Surface Docking Station: First Impressions and Photos

Surface Docking Station: First Impressions and Photos

A high-quality accessory that turns your Surface Pro or Pro 2 into a desktop workstation

Available in limited quantities until early 2014, Microsoft's Surface Docking Station is one of the more eagerly-awaited Surface Pro and Surface Pro 2 accessories. It features a decent selection of expansion ports, impressive industrial design, and a heady price tag. Here are some first impressions and photos to tide you over until I can prepare a full review.

Before that, a quick word on availability: Many, myself included, have incorrectly reported that this accessory would not ship until early 2014. That is because that is what all of Microsoft's press material state. But at the Surface 2 launch, company officials actually did tell us that Surface Docking Station would ship in limited quantities immediately and then more broadly in early 2014. So it will occasionally pop-up as available at Microsoft Store retail locations as well as online. You basically just need to get lucky.

I'd previously had some hands-on time with the Surface Docking Station at the Surface 2 launch last month and then again a few weeks back during a private briefing with the Surface team in Boston. But nothing beats actually using a device like this, so I'll switch from my normal desktop set up this week to Surface Pro 2 plus the Surface Docking Station and see how things go.

Frankly, I'm expecting it to work flawlessly. You may recall my previous write-up, Going Pro: Replacing the Desktop, in which I described using a Plugable USB 3.0 docking station as a sort of jury-rigged Surface Pro dock. But this set up was elevated to the starting lineup this past summer when my normal desktop PC, a 2012-era Ivy Bridge-based HP tower, went belly-up. So I used Surface Pro and the Plugable docking station as my primary PC for several months this year.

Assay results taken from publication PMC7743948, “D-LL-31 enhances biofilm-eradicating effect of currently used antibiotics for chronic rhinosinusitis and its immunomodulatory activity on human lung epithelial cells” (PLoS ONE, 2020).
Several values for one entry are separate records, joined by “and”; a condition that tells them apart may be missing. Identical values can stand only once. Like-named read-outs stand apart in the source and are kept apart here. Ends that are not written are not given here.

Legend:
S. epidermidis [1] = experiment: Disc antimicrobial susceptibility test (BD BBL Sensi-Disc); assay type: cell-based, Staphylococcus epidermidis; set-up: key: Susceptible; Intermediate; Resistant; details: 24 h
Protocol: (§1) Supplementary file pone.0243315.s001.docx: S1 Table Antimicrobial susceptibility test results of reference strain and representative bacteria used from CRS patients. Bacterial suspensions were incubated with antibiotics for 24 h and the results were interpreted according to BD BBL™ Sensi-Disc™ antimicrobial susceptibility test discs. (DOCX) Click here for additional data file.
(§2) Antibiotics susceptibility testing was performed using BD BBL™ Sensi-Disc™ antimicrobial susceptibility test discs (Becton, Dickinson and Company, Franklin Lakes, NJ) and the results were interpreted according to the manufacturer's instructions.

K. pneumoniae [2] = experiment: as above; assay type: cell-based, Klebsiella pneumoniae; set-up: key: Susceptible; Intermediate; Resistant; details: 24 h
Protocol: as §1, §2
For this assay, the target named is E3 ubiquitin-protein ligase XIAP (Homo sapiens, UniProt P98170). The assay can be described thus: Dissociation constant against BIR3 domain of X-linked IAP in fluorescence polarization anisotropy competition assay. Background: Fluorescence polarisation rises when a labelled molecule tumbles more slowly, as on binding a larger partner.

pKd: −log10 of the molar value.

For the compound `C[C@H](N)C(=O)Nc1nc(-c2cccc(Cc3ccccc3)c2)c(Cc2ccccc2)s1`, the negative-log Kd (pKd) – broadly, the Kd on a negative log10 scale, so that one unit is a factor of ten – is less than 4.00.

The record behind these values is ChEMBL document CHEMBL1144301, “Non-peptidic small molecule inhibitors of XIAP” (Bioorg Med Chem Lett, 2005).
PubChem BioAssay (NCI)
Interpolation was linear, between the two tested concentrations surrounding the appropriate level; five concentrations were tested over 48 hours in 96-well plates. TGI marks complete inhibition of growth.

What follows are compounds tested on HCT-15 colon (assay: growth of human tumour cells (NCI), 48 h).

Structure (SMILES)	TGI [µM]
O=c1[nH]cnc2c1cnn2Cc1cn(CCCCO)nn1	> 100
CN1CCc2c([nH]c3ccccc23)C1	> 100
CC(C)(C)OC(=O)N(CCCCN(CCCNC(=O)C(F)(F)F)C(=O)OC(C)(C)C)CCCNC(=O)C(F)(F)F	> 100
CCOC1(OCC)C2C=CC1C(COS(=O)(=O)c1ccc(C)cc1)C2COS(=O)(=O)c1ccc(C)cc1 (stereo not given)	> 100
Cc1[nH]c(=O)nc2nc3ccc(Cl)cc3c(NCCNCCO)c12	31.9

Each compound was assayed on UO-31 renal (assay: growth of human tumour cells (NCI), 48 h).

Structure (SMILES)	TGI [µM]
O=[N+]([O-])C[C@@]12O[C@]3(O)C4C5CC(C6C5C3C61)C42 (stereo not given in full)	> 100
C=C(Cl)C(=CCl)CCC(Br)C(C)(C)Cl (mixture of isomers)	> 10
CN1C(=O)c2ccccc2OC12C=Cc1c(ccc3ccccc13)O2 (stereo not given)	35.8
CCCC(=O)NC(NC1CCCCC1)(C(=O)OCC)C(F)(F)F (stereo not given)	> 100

By comparison, the Surface Docking Station—which works with both Surface Pro and Surface Pro 2, but not Surface RT or Surface 2—is more expensive at $199.99, and offers fewer USB 3.0 ports (one vs. two for the Plugable) and USB 2.0 ports (three vs. two). But it uses Mini-DisplayPort for video out, which will ease up the demands on the processor compared to the Plugable's USB-based video.

(Many have asked about multiple display support. The Docking Station has only a single Mini-DisplayPort, so those with the original Surface Pro can add just a single external monitor, unless you go with some form of USB-based video-out as well. Surface Pro 2 features Mini-DisplayPort 2, which supports multiple displays via display chaining. But Microsoft tells me this feature will require a software update, which is on the way.)

The Surface Docking Station is also far more elegant, and designed specifically for Surface Pro and Pro 2. Its side panels slide out effortlessly thanks to some bank vault-like magic inside the unit, and it secures the tablet nicely. Best of all, you can continue using your Surface typing cover if you wish.

Interestingly, while the Docking Station does come with its own power supply as expected, it doesn't utilize the same magnet-based connector you see with Surface 2 and Surface Pro 2 and is instead more of a standard connector. This means you can't use it with your Surface Pro/Pro 2 separately, which might have been a nice emergency use. But it's no big loss.

Anyway, here are some more photos to enjoy while I put the Docking Station through a few days of normal use.

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